Abstract/Details

CHILD MORTALITY AND ITS CORRELATES IN SUDAN

FARAH, ABDUL-AZIZ MOHAMED.  University of Pennsylvania. ProQuest Dissertations Publishing, 1981. 8127020.

Abstract (summary)

The level of child mortality, q(2), based on the 1973 Census of Sudan, is 0.170 with an inter-regional range extending from 0.121 to 0.253. The regional variations of q(2) are consistently marked by variations in socioeconomic traits of the regions. The coefficient of correlation of the regional q(2) with per capita income is -0.98, with female literacy rate is -0.80, and with population-doctor ratio is 0.93. Assessing demographic stages of the regions, the analysis resulted in a negative correlation coefficient of -0.65 between q(2) and total fertility rates. Areas of lowest fertility (poorer areas) are also areas of highest mortality and vice versa.

Employing two different methods for examining the trend of child mortality, the thesis demonstrates a very insignificant rate of infant and child mortality decline during the period 1956-1973.

The expectation of life at birth for the country around 1973 was 46 years, with 55 years for the northern Sudan and 38 years for the southern Sudan.

Multivariate analyses of child mortality covariates based on census data and on the 1975 survey specific to women in Khartoum metropolitan area resulted in the following: first, mother's and father's years of schooling are found to be significant, but the regression coefficient of maternal education is four times higher than that of paternal education in both national and Khartoum's regression equations. Second, analysis of both data sets show that female labour force activity is positively and significantly related to child mortality. Third, husband's occupation is an effective explanatory variable in the national regression and not significant in Khartoum. Fourth, quality of housing conditions (in national analysis) and modern goods (in Khartoum) are significant and work in the expected direction. Fifth, various analyses in Khartoum showed that woman's status in the family and society, her place of birth, her contraceptive behavior, are evidently strong variables in mortality equations. Sixth, controlling for individual characteristics, the national regression model indicated that the dramatic variations of mortality in Sudan are regional in nature. The net contributions due to differences in regional traits are overwhelming in overall mortality differentials.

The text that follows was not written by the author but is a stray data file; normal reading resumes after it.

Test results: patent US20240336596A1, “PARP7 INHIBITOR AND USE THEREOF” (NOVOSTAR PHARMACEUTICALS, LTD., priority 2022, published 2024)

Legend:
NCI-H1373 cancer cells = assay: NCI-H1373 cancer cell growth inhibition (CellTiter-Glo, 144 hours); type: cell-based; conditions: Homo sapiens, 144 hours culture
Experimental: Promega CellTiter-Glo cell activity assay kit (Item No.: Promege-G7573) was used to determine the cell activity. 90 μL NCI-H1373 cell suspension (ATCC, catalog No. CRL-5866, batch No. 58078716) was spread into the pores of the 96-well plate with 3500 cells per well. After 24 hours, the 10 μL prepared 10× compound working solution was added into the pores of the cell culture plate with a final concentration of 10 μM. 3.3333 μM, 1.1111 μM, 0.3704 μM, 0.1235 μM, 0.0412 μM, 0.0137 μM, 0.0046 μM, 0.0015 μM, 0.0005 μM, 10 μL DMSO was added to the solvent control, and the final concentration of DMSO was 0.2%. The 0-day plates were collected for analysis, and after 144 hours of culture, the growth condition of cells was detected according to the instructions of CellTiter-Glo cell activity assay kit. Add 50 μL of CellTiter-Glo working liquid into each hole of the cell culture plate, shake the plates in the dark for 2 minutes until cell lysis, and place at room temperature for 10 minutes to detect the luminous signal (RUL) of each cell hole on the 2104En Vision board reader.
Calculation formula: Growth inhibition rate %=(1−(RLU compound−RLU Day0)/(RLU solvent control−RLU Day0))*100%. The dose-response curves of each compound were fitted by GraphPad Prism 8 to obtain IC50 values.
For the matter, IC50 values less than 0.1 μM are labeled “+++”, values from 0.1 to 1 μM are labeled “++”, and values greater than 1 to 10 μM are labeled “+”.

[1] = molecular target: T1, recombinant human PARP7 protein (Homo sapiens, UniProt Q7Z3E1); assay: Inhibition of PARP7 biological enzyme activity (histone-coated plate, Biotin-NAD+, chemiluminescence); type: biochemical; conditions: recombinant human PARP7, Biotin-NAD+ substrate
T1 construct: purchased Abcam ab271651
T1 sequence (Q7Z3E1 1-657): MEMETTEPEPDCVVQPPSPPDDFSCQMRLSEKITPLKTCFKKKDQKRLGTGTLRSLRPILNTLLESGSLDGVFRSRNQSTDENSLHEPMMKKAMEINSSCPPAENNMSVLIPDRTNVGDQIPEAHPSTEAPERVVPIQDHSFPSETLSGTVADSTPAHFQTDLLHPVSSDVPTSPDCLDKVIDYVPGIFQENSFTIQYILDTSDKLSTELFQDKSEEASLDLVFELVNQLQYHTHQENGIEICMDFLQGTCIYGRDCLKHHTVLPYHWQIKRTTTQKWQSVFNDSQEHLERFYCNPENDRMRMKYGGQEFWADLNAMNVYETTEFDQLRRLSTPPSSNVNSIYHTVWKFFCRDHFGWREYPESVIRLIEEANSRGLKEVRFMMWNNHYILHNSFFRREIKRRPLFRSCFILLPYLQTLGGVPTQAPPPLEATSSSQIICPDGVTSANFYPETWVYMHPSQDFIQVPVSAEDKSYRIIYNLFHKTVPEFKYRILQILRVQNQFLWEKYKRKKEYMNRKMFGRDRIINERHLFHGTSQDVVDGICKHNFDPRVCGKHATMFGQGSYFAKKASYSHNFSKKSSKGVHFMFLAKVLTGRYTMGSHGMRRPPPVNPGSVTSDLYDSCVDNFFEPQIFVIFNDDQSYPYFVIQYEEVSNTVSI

Finally, a study on the effects of child mortality on fertility desires and contraceptive behavior indicated the following. First, the "replacement effect" in terms of fertility desires as a result of experiencing one more death is very strong. One additional death increases prevalence of desire for more children by 9 percent, while the effect of having one more live birth reduces it by 9 percent--equal coefficients, with the same level of significance, but opposite in sign. Second, evidently the strong replacement desire is not effectively translated into replacement behavior in terms of fertility control, suggesting a lack of adjustment of child mortality-induced behavior to induced desire. Third, demographic variables are found to be more predictive of reproductive desire than socioeconomic variables, while the latter are more predictive of reproductive behavior than the former. Fourth, the analysis shows that women in this society are not only attempting to reach some norm of family size, but also striving to attain higher proportions of sons among living children--a factor that may have various ramifications in the policy area.

Indexing (details)


Subject
Demographics
Classification
0938: Demographics
Identifier / keyword
Social sciences
Title
CHILD MORTALITY AND ITS CORRELATES IN SUDAN
Author
FARAH, ABDUL-AZIZ MOHAMED
Number of pages
282
Degree date
1981
School code
0175
Source
DAI-A 42/06, Dissertation Abstracts International
Place of publication
Ann Arbor
Country of publication
United States
ISBN
9798661596697
University/institution
University of Pennsylvania
University location
United States -- Pennsylvania
Degree
Ph.D.
Source type
Dissertation or Thesis
Language
English
Document type
Dissertation/Thesis
Dissertation/thesis number
8127020
ProQuest document ID
303154714
Copyright
Database copyright ProQuest LLC; ProQuest does not claim copyright in the individual underlying works.
Document URL
https://www.proquest.com/docview/303154714